The more popular and used coil machines are in 8 Volt, 10 Volt and 12 Volt. Voltage measures the power that flows through the coils. The more wraps the coils have, the higher the voltage. An 8 Volt machine is used for lining, but, you can opt to buy a small 10 Volt machine for the same task. A 12 Volt machine can handle larger needles and better suited for larger work rather than fine lines.
PROS of Coil Machines:
Price: They are less expensive and you can find decent machines for around $50. Higher quality machines come with a higher price. Top brands run around $200 and up.
Looks: These machines are more traditional and often equated with an authentic tattoo shop, (the noise)?
Parts are more affordable: It is much easier to find replacement parts, or maybe you want to tinker, the parts are available. Also, all needles and tubes for standard machines work.
CONS of Coil Machines:
Weight: Solid iron frame machines with 10-12 Volts can be heavy.
Vibration: Can become uncomfortable when working long hours.
Noise: Some coil machines can be loud. It can be irritating or comforting. Some like the sound of these machines in tattoo shops.
The first tattoo machines made were actually rotary! For some unknown reason this faded away until more recently. The rotary machine return keeps growing in popularity for a couple of significant reasons, however, there are still a few negatives that I will point out below. Some brand name rotary machines are more costly upfront and parts are sometimes limited strictly to that specific manufacturers machine. Meaning grips, tubes, spare parts and at times needles are not easily replaced.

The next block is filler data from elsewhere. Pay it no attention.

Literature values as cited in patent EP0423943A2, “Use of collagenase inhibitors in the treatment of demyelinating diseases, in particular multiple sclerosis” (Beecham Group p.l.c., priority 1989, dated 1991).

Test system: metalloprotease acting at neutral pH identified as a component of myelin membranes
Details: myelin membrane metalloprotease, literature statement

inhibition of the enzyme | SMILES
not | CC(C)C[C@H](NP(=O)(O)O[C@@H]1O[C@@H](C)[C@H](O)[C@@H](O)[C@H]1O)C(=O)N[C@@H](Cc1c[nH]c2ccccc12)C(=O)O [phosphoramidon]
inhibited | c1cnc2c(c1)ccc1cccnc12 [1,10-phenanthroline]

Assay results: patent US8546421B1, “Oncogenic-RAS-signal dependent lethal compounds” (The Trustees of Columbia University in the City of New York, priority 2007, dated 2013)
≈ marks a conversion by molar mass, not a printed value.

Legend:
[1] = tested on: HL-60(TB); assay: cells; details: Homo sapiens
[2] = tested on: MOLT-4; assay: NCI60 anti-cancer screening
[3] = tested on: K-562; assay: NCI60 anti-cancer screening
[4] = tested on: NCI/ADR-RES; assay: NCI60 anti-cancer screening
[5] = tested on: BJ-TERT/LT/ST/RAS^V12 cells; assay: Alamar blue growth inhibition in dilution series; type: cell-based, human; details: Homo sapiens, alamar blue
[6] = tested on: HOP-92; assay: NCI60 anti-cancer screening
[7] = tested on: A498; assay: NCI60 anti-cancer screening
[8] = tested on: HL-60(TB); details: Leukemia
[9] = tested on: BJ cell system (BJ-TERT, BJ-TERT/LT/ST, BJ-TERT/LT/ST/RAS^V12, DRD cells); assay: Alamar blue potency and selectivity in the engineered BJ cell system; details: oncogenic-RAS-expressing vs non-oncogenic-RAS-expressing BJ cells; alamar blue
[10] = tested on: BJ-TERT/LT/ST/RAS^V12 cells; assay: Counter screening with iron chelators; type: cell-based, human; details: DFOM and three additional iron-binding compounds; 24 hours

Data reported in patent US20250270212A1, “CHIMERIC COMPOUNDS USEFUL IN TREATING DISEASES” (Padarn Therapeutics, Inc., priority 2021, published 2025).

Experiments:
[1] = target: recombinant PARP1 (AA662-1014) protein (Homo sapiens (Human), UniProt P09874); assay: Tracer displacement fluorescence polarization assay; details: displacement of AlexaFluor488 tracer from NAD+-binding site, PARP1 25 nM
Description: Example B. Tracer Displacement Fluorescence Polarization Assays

Vibrations: You are able to tattoo in lengthier sessions as the vibrations are not exhausting you by having...
Lighter weight: This is also allowing you to work for longer periods of time! (Insert Time/Money Equation here)!
Expense: Cost is generally $200 on up, BUT, because you can work longer sessions with these machines, it will be a great money maker for you.
Buying accessories and/or replacement parts/supplies: With some brands you can buy only that brand's needles and tubes specifically made for that particular machine, at times paying 2-3 times more for this than other needles.
Sound: Really? Yep, to some it is a music to their ears...who knew? Anyhow, rotary machines sound more like an electric toothbrush. This is why we have choices, some say tomato and while I say tomato ;)
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